It works, and it's hard to plan for on the blackboard, "because you don't know how they're going to move. ...You're dealing with human beings moving around. So, Brady comes to the line -- let's say that there are six guys to the right side of the offensive line, and two on the left. Brady sets the protection. Then, just before the ball is snapped, four of those six on the right side move to the left side. The protection has been set, and the ball has to be snapped because there's two seconds left on the play clock. What do you do?"

Using the same example that Charlie used back in Week 6, below, you can see the Seahawks down two, 30-28, in a very high-pressure situation with just over four minutes remaining in the game, trying to keep Matt Ryan and the Falcons out of their end of the field. A stop here would give the offense the ball back with enough time to drive down the field, score and take the lead. In 3rd and 7, the Seahawks decide to try to confuse Ryan and his offense by breaking out the Bandit look - seven defensive backs - and initially show a amoeba-esque look by milling about standing up prior to the snap.

Marcus Trufant and Brandon Browner are on the corners, Earl Thomas and Jeron Johnson at deep safety, and Richard Sherman, Atari Bigby, and Walter Thurmond milling about as wild-cards (Kam was hurt this game). David Hawthorne is the lone linebacker, with Raheem Brock, Brandon Mebane, and Chris Clemons on the line, still standing up. The nice part about the Bandit is that you can bring pressure from just about anywhere, because of the scheme- and coverage-versatility of each DB. Lawyer Milloy got four sacks in 2010, and I'd guess several of them came from this package.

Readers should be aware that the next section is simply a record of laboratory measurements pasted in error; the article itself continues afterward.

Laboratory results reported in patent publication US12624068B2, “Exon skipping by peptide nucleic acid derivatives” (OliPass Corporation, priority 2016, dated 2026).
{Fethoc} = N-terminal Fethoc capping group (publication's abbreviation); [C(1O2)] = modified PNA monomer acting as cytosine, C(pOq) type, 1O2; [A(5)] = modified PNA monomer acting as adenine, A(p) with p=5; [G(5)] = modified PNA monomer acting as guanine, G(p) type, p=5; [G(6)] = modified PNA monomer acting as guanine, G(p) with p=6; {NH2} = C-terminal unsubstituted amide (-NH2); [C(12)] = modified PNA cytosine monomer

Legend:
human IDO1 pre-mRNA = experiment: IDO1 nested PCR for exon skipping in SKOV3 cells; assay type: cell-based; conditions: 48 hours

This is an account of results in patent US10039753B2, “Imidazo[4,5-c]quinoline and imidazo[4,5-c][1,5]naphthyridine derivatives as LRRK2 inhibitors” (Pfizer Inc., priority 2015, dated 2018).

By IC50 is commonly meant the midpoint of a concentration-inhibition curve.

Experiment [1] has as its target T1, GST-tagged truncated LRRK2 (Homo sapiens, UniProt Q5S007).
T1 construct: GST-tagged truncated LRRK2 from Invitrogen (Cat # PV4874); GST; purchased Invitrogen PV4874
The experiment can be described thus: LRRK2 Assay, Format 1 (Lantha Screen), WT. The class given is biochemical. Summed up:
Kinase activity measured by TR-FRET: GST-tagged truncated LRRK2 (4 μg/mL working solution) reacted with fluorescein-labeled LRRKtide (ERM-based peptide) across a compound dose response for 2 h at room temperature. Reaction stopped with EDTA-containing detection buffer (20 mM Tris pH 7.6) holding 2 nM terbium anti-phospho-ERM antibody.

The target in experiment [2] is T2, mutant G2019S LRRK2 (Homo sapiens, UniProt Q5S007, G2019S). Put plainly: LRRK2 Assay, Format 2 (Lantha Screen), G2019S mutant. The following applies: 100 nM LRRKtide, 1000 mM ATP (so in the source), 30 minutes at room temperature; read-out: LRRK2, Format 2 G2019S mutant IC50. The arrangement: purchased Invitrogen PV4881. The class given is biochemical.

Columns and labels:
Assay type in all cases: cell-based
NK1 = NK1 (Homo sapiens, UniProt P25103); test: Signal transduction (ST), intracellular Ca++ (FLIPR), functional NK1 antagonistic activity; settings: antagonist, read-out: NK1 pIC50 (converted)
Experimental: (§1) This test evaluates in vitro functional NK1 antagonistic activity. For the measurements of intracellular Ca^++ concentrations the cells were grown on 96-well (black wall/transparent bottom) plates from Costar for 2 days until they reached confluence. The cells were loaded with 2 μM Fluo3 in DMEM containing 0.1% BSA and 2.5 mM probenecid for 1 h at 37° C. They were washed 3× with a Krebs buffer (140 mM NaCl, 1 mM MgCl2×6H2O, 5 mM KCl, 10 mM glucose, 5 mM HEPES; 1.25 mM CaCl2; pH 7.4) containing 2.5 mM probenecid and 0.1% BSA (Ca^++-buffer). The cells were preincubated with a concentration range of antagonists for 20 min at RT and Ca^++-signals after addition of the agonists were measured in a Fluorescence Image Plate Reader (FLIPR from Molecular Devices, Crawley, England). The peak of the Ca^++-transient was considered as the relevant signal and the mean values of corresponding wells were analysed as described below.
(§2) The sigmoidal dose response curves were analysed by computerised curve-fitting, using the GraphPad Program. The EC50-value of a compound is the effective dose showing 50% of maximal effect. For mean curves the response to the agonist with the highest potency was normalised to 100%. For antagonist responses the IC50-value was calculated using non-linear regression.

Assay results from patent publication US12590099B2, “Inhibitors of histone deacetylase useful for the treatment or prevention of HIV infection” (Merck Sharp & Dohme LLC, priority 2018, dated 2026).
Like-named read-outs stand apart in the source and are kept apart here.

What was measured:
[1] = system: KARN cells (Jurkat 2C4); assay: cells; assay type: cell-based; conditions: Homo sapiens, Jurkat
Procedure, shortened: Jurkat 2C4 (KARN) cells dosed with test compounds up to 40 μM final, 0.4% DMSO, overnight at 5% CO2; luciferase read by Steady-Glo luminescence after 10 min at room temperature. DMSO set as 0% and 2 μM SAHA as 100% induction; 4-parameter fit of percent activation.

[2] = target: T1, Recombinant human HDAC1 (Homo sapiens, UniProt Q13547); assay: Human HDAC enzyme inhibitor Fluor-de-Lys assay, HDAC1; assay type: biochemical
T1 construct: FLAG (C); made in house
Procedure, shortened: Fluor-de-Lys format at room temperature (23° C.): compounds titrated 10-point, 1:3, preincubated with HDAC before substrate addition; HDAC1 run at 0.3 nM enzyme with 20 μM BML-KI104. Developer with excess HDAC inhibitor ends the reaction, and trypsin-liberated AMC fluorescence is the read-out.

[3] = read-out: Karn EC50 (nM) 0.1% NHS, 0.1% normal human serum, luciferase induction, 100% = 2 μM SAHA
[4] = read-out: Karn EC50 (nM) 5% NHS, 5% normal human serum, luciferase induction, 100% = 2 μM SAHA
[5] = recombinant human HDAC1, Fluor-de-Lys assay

Below, you can see Ryan assess the situation and point out who he thinks is the 'mike' in this situation - one common way to quickly determine blocking assignments. You can also see the center making his assignment call to his fellow linemen. You'll note that Sherman starts on the offensive left (top of screen), but Tony Gonzalez goes into motion to the right and Sherm follows him across the formation (2nd picture).